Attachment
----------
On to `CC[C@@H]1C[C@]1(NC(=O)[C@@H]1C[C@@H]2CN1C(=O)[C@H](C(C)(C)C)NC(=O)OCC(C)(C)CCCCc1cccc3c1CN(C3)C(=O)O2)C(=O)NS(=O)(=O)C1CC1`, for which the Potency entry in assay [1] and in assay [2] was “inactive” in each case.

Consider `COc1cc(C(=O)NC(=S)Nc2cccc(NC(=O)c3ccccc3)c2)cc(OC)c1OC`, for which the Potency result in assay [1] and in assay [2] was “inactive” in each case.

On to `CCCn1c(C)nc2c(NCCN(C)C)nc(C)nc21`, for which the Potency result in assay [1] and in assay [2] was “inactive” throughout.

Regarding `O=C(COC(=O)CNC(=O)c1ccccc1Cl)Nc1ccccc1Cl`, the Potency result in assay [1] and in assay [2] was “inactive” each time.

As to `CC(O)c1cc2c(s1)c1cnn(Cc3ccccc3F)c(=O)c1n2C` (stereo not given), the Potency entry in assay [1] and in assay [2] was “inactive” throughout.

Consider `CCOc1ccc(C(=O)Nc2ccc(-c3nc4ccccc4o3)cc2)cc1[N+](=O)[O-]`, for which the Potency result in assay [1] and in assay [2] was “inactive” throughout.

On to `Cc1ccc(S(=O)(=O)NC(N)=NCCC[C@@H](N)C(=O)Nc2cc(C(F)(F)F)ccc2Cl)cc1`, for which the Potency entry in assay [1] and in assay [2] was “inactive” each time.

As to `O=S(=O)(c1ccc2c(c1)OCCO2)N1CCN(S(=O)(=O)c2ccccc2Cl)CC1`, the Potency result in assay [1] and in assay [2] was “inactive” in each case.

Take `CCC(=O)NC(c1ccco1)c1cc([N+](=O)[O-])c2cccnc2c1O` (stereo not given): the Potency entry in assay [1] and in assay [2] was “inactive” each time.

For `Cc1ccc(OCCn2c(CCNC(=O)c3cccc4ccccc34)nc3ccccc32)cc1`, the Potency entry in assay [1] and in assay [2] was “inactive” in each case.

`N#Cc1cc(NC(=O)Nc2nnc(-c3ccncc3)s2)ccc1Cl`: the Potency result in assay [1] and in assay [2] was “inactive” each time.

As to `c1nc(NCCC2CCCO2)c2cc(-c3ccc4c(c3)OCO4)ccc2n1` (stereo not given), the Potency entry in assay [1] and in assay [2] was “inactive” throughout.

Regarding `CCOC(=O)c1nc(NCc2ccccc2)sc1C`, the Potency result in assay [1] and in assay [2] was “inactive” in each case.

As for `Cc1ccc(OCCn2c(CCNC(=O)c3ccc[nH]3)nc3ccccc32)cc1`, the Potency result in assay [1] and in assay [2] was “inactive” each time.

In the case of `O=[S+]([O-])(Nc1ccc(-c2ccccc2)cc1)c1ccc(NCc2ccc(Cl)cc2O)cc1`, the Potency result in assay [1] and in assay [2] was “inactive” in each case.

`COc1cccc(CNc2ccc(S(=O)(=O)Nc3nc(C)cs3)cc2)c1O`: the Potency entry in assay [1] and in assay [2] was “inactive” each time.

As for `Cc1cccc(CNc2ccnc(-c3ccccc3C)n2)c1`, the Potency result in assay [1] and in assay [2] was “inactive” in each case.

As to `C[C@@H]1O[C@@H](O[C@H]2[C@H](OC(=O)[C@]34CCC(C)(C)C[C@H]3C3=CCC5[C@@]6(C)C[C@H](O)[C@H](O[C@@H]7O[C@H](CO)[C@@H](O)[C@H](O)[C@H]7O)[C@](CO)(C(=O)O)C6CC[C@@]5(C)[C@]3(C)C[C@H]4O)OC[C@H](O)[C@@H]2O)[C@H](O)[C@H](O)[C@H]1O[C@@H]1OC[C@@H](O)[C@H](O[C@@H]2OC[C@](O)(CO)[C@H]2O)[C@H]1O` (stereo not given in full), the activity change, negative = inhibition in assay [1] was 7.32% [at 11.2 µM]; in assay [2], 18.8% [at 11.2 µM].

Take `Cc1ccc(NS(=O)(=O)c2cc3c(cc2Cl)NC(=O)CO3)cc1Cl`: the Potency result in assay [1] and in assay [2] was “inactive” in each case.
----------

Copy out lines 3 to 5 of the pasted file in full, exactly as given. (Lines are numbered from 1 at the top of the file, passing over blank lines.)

On to `CCCn1c(C)nc2c(NCCN(C)C)nc(C)nc21`, for which the Potency result in assay [1] and in assay [2] was “inactive” throughout.

Regarding `O=C(COC(=O)CNC(=O)c1ccccc1Cl)Nc1ccccc1Cl`, the Potency result in assay [1] and in assay [2] was “inactive” each time.

As to `CC(O)c1cc2c(s1)c1cnn(Cc3ccccc3F)c(=O)c1n2C` (stereo not given), the Potency entry in assay [1] and in assay [2] was “inactive” throughout.